Damian Lillard has been the prime mover of the Portland Trail Blazers since teammate LaMarcus Aldridge took his talents to San Antonio’s River Walk in the Summer of 2015. The First Team All-NBA point guard has topped 20 points per game, been named to All-Star teams, and pushed his squad through desperate playoffs races, making the post-season each time. Now Zach Lowe of ESPN explores deeply what leadership means to Portland’s Mr. Everything in a can’t-miss, magum opus dedicated to Lillard’s influence on the Blazers.
Ownership came close to firing Terry Stotts, several sources say. Teams with head-coaching vacancies, including Phoenix, began engaging third parties about Stotts’ potential interest in their jobs, sources say.
But the Blazers didn’t break. Lillard fought for Stotts. “I was asked what I thought, and I just said I love him as a coach,” Lillard says. “We all love him.”
That sweep took a personal toll on Lillard. Lowe recounts a meeting with Weber State coach Phil Beckner after the Game 2 loss in the series, which consisted of Beckner and Lillard watching television commentators rip him and his team:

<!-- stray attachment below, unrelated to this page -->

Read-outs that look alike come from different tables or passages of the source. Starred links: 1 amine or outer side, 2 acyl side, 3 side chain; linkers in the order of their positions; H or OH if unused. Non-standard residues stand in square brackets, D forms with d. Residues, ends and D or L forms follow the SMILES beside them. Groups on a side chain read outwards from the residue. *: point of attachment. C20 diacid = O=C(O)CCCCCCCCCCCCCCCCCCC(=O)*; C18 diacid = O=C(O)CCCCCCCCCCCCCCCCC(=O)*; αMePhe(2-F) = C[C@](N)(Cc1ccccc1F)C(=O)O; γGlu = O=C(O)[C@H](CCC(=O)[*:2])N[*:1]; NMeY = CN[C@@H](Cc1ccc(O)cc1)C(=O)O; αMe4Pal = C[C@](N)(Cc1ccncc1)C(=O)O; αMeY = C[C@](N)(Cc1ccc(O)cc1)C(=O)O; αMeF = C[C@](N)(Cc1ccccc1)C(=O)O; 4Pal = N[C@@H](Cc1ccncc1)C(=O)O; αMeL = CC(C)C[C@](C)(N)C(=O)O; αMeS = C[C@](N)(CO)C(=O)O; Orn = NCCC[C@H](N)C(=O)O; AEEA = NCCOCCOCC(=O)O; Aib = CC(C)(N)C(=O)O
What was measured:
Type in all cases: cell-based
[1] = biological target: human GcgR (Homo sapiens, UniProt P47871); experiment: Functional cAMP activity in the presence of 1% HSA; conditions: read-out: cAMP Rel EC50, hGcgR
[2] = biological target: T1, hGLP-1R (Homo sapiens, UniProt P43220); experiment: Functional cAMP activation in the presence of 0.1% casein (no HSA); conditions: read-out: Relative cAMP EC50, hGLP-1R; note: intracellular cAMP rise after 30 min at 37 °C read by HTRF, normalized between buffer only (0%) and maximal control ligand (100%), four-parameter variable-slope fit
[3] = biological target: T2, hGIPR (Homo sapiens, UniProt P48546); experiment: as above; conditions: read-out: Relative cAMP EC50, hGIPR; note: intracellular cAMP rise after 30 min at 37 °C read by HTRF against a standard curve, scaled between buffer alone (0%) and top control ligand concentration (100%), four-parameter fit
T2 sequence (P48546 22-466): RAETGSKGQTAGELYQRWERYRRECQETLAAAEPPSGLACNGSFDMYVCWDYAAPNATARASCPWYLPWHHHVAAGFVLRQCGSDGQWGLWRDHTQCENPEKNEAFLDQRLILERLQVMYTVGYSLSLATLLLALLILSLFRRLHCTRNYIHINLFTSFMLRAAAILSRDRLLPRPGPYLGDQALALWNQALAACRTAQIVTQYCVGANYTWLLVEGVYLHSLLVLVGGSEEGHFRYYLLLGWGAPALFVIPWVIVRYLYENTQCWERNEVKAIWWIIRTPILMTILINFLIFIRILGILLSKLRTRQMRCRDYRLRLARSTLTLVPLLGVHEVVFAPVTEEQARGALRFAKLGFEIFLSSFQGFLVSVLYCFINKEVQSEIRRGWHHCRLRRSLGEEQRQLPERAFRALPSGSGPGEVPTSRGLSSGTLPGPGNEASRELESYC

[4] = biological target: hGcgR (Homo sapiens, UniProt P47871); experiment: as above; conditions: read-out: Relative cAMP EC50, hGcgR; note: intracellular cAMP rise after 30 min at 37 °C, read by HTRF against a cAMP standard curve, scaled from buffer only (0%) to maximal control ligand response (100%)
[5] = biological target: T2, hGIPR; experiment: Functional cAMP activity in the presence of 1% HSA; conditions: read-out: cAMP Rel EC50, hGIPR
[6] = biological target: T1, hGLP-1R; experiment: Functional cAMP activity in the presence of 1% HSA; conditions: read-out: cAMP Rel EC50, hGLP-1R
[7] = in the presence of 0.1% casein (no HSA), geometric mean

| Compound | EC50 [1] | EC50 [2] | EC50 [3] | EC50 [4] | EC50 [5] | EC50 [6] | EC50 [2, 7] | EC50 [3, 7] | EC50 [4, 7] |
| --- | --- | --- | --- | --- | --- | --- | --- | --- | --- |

“He just sat and sighed -- deep breaths,” Beckner says. “It affected him.”
”I remember watching and thinking, ‘Man, this can’t be how it’s supposed to end,’” Lillard says. “It was draining to deal with those first two losses and even harder to sleep after watching [the media] drag us.”
But Lillard and his team recovered, in part because of their leader’s all-for-one ethos.
“I grew up that way,” Lillard says. “Let’s say we had to clean the house, and my job was to clean the kitchen. My brother is supposed to do the bathroom. My sister is supposed to clean the living room. If I do my job but that other stuff ain’t done, then we didn’t do it. That was my upbringing. We all go down together.”
Lowe also covers how Stotts broke the news to Lillard and CJ McCollum that last year’s offensive system needed to change, how it affected McCollum, the departure of forward Ed Davis, and the rise of sophomore sensation Zach Collins, all surrounded by countless other examples of how special Lillard is as the conductor in the locker room and on the floor. It’s like Christmas come early for Blazers fans.